Tuesday, November 2, 2010
.CA sale, CIRA changes, Sell & Develop
First, there is one .ca domain sale I saw in the previous month that I can report on:
Spigot.ca - $2,910
The bigger news in the past month is the CIRA change to an EPP system. Previously, if you bought or transferred a .ca domain, it had to go through your CIRA registrant profile and the whole process involved your registrar and CIRA - and CIRA approvals if you transferred a domain. You could log into your CIRA account and see your domains listed. Now, they are just using an EPP system where each domain has a unique transfer code, like is done with .com, .net and .org. In essence, it's supposed to be a much simpler system.
What I have seen so far is that you better have a good registrar who can handle this switchover quickly and professionally. I deal mainly with two .ca registrars, and have renewed some domains since the changeover. Most of the domains renewed but for two years (instead of one). I'm sure they will catch this and make the change.
Another domain I renewed didn't show up with the extra year until a few days later in CIRA, but it still doesn't show up as renewed in my registrar account.
Another thing I haven't figured out yet, is that before when a .ca expired it went into a 30 day suspension period where you couldn't use the domain, but could still renew it. If you didn't renew, it expired at the end of 30 days. I've heard that a registrar can now add time to this 30 day period, but it could come as a cost to the domain owner, and can differ between registrars.
So far my domains are all still working, and I don't think I've lost any, so I'm thankful for that. We will have to live with the system for a few more weeks or months to really get a feel for how it is working.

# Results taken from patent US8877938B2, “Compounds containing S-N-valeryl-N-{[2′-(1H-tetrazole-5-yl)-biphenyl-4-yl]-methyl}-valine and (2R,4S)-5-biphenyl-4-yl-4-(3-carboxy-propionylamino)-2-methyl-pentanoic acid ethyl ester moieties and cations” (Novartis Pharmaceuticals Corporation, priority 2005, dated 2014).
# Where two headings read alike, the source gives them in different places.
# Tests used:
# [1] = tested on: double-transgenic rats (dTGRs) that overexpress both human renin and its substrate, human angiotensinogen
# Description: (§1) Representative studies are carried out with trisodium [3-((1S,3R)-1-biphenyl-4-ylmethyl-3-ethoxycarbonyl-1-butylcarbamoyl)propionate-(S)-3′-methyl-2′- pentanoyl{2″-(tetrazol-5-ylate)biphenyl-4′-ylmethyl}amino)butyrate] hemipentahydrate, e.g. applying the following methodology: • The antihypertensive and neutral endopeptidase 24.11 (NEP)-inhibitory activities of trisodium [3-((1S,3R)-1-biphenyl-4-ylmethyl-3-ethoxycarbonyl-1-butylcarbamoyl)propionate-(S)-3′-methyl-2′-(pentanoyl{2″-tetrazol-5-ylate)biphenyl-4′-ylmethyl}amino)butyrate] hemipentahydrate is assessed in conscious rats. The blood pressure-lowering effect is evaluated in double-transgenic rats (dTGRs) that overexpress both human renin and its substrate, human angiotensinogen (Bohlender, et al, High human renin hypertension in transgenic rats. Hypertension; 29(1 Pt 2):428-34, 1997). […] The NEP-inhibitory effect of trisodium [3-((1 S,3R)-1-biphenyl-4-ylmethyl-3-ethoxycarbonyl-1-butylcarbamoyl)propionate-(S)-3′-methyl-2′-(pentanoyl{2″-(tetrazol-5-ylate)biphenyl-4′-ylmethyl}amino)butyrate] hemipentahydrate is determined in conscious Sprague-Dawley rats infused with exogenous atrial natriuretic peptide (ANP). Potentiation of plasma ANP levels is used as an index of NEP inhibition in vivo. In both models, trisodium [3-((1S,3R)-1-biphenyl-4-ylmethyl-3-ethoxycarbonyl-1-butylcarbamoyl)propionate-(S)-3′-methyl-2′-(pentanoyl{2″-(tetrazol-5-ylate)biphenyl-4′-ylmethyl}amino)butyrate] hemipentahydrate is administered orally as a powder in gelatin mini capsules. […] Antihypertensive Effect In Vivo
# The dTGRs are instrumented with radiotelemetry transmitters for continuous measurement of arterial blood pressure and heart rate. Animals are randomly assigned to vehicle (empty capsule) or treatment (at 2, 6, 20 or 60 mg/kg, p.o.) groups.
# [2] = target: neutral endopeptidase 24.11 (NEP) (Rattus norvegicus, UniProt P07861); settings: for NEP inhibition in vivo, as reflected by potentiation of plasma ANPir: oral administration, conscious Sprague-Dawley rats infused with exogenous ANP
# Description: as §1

Sell & Develop
From talking to a few domainers recently, and reading other blog posts, it seems that many with large portfolios are getting more domain enquiries this fall. Could this mean the market is picking up? Or at least staying steady? From the importance the internet plays in most people's everyday lives now, you can see how the demand for domain names should be keeping up, despite rumblings in the economy. For many, if you aren't online with your own storefront or sales message, you aren't even in the game. I am also noticing that a lot more people want to develop their domains and partner with others in development - especially since PPC is falling off. This is all good and every domainer should have plans to develop at least some of their domains. But I don't think the importance of a good domain sale should be looked down on too much. People like Rick Schwartz and Frank Schilling sell names when the price is right - and that price is different for everyone and depends on many different things. When you have hundreds or thousands of domains, it's hard to imagine being able to develop each one into the best possible website it can be. And trying to mass-develop this many names is not yet possible in my opinion, at least to a quality degree.
So while you are learning development or building out some sites, remember that the odd sale can help float the rest of your domain renewals, or pay down some bills, or buy presents for Christmas which isn't too far away! If you worry about letting a domain go for too little, sort your portfolio into gold, silver and bronze quality names, and set a price range for each. That way when an offer comes along, at least you'll have put some thought into it beforehand.